INDEX STAT OF THE WEEK!
70: Louisville point total.
15: Louisville passing attempts. Read that again.
83: Points scored in 2003 Louisville-Cincinnati rivalry game.
3: Louisville winning margin, 2003.
77: Points scored in 2004 game.
63: Louisville winning margin, 2004.
16: Minutes remaining in 2004 game when Louisville took a 63-0 lead.
47: Minutes remaining in the game when Louisville starting QB Stephen Lafors took his last snap, replaced for the remainer of the game by freshman QB Brian Boehm.
10: Minutes remaining when Cincinnati achieved 100 yards in total offense (2 yds/min).
3: Blocked punts for Louisville.
55: Minimum points scored by Louisville in each of last five games.
61: Words in “Texas Fight” (UT fight song)
25: Lyrics accounted for by “Texas” and “Fight”
51: Percent of “Texas Fight” lyrics accounted for by five words (in order of frequency)– Go, Fight, Hell, Texas, Yeah.
88: Yards Texas drove against A&M's defense twice.
1: A&M yard line both 88-yard drives reached.
2: Tds scored on next play.
0: Total point advantage for Texas resulting from both drives.
99.9: Yards in A&M fumble return to take lead with 30 seconds left in first half.
1: A&M yard line Texas was on when Texas QB Vince Young inexplicably attempted to - what's the word? Lay up? Palm? - the ball over the stack of linemen on the goalline. He was stuffed by A&M's line but decided to extend the ball - like a one-handed lay-up - over the stack in an attempt to break the plane. Instead, it was easily knocked from his hand, bounced down the line of scrimmage and was picked up by A&M LB Justin Warren, who ran unchallenged the length of the field for the go ahead TD.
From a 7-point deficit on their own 1-yard line to a returned fumble and 7-point lead in one snap.
All with less than 30 seconds to halftime.
And the key question is: what was Young thinking?
2: Rank of that play among "Weird Plays in That Endzone."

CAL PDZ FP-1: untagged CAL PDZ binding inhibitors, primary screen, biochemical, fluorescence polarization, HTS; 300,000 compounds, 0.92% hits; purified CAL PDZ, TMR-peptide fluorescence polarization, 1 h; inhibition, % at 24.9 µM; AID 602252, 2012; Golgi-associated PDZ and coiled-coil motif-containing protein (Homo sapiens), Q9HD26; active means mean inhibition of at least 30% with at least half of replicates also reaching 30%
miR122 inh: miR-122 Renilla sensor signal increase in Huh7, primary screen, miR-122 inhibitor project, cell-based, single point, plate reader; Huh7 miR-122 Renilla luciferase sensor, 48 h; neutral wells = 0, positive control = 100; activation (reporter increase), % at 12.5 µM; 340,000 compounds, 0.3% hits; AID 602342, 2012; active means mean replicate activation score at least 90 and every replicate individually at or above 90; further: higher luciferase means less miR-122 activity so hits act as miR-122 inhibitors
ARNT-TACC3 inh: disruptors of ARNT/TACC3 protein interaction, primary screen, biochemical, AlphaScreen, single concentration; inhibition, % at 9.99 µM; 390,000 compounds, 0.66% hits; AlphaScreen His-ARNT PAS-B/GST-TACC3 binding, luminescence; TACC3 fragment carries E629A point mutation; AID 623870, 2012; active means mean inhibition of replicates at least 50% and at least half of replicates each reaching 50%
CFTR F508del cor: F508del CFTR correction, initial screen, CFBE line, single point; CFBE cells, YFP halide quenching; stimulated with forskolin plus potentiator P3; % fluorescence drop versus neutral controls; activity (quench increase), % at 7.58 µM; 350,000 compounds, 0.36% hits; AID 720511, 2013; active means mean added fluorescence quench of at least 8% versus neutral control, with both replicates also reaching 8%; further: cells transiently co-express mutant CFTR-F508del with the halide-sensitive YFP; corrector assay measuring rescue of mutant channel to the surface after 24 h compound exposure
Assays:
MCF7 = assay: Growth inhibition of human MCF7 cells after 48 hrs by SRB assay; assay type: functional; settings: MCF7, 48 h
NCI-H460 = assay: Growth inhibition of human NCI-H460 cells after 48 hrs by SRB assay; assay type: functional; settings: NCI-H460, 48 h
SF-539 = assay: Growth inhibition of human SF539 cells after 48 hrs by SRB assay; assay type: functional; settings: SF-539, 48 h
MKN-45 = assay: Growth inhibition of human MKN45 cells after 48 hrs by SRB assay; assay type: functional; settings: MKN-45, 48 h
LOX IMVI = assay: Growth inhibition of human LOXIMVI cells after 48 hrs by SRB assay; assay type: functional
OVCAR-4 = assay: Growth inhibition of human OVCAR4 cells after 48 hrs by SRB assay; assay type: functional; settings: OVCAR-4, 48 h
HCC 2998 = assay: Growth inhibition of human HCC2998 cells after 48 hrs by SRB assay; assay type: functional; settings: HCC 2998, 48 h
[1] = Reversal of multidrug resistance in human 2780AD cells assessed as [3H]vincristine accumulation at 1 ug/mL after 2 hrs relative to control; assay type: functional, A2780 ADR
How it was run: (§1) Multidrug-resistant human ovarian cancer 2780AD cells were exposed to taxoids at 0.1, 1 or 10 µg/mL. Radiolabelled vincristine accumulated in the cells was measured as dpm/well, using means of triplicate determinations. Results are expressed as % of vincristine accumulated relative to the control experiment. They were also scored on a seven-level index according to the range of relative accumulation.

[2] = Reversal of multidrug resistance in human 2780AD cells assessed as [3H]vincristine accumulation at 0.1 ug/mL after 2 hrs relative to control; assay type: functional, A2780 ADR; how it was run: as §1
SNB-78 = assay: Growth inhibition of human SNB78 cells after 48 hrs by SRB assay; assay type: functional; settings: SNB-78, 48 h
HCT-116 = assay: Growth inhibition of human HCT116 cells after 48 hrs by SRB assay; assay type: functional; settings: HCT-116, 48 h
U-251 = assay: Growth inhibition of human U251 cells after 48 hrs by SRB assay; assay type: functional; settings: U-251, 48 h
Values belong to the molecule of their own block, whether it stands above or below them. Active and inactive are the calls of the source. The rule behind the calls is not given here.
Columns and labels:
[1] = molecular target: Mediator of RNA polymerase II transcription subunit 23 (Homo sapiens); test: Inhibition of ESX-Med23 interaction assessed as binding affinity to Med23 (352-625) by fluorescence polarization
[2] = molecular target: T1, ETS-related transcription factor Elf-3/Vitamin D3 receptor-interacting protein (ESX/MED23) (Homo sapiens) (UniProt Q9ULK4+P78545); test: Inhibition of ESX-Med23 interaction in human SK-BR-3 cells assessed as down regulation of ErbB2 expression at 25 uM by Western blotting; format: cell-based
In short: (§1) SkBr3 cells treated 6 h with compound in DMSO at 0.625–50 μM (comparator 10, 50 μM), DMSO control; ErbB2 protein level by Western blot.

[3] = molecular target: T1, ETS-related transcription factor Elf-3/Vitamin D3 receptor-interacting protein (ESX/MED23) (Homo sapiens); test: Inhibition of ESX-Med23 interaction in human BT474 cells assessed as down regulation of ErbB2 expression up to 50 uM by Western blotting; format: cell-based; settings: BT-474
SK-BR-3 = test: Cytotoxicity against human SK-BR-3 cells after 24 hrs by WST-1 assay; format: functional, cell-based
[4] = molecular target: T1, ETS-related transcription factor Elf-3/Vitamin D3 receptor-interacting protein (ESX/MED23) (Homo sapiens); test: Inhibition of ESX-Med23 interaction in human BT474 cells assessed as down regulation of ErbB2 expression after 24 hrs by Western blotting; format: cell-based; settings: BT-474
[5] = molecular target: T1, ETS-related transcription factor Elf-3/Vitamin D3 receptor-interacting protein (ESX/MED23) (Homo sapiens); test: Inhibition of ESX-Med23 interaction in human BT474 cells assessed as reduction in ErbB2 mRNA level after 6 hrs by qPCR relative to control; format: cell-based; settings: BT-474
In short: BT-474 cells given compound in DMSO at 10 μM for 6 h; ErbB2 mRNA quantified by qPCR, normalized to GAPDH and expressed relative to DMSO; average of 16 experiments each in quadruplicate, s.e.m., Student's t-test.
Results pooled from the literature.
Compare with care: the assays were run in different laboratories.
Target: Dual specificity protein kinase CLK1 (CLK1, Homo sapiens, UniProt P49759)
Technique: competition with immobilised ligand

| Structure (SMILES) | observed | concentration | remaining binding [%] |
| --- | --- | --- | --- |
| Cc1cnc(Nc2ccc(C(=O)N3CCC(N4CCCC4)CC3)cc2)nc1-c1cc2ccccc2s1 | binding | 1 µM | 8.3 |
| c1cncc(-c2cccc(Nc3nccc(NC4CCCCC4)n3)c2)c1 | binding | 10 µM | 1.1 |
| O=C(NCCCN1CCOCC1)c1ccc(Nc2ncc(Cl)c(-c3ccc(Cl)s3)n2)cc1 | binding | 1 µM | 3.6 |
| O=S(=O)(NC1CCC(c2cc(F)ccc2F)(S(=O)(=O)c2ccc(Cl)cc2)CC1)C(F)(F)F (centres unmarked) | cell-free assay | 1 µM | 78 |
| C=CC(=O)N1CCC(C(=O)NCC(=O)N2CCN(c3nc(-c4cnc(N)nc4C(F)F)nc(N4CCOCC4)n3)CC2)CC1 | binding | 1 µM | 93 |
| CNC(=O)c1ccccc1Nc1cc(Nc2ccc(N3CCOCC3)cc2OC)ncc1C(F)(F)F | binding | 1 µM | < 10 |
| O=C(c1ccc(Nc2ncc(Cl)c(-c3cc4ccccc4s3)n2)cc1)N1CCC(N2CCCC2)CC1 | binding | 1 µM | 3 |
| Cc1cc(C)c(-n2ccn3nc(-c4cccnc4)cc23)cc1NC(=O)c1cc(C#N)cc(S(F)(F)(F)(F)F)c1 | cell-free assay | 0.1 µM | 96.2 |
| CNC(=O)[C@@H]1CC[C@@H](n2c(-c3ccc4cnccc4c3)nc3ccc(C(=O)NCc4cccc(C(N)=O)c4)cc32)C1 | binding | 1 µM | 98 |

1: Points in safety credited to Texas in 3rd quarter on the new "World Champion Weirdest Football Play I've Ever Seen."
Texas lined up for a PAT and missed (the 4th consecutive missed kick in the game). The snapper fumbled it, which caused the kicker to boot the unset ball directly into the line (at this point, by one reading of the rules, the play should have been dead, but like the Carpenters, we've only just begun). At this point, according to the referees (but lost to TV replays), an A&M player caught/picked up the ball and tried to return it (which is very legal, and if the defense can return such a fumble to the opposite endzone, they get two points, a possibility which- tangentialy - produced the previous Grand Champion Wierdest Football Play I Ever Saw prior to this one when Furman beat Applachian State by 1 point after just such a play). But whoever the A&M guy was who got the ball, he then fumbled it, and it dribbled into the endzone, where another A&M player jumped on it. Now, in football talk: A&M (1) gained possession (after the kick), then was (2) tackled with possession in the endzone - which is actually the definition of a safety (and if you think about it, the whole play is a close cousin to the always-hilarious moment when a kick returner takes the kickoff in the endzone, brings it out a step or two and then thinks better of it and steps back into the endzone thinking he's getting a touchback, only- wait for it! - the ball is still live since he brought it out so he gets drilled by the coverage for a safety. Ha ha). So that should have been 2 points for Texas... but wasn't. As ABC finally posted in the last minutes of the game, there is a rule tucked away in the NCAA football rule book that says that a safety on an extra point attempt is worth only 1 point.
All of which ignores the central idea that Texas missed its extra-point attempt, while all A&M did was chase down a loose ball- and Texas still got a point out of the deal.
And consider: in a real safety, if the team being tackled didn't have the ball, it would be a touchdown for the other team, right? Obviously not the case here, since UT would not have been awarded a TD had they recovered the ball. So, WTF?
13: Winning margin for Texas, thank goodness, which makes it moot.
147: Rushing yards for Cedric Benson, every inch of which came the hard way. I've not been a regular observer of Cedric for his career, and every game I've ever seen seemed to follow this sequence: (1) Cedric gets stacked up 5 times at the line (unimpressive) then (2) peels off a run up the sideline untouched (impressive but only in the 'he's fast' sense).
Benson was tougher than rent against A&M. He had a fourth down - fourth down - pickup early in the game that let you know A&M might as well pack it in right there. He took a quick pass over the middle, 4 yards short of the 1st down, spun out of one tackled, planted his arm on the ground for balance, popped back up to see 3 defenders between him and the must-have yardline and proceeded to run directly into all three, carrying them all a yard past the line. Ol' Cedric, who scored 5 Tds in the Ok State comeback, can play.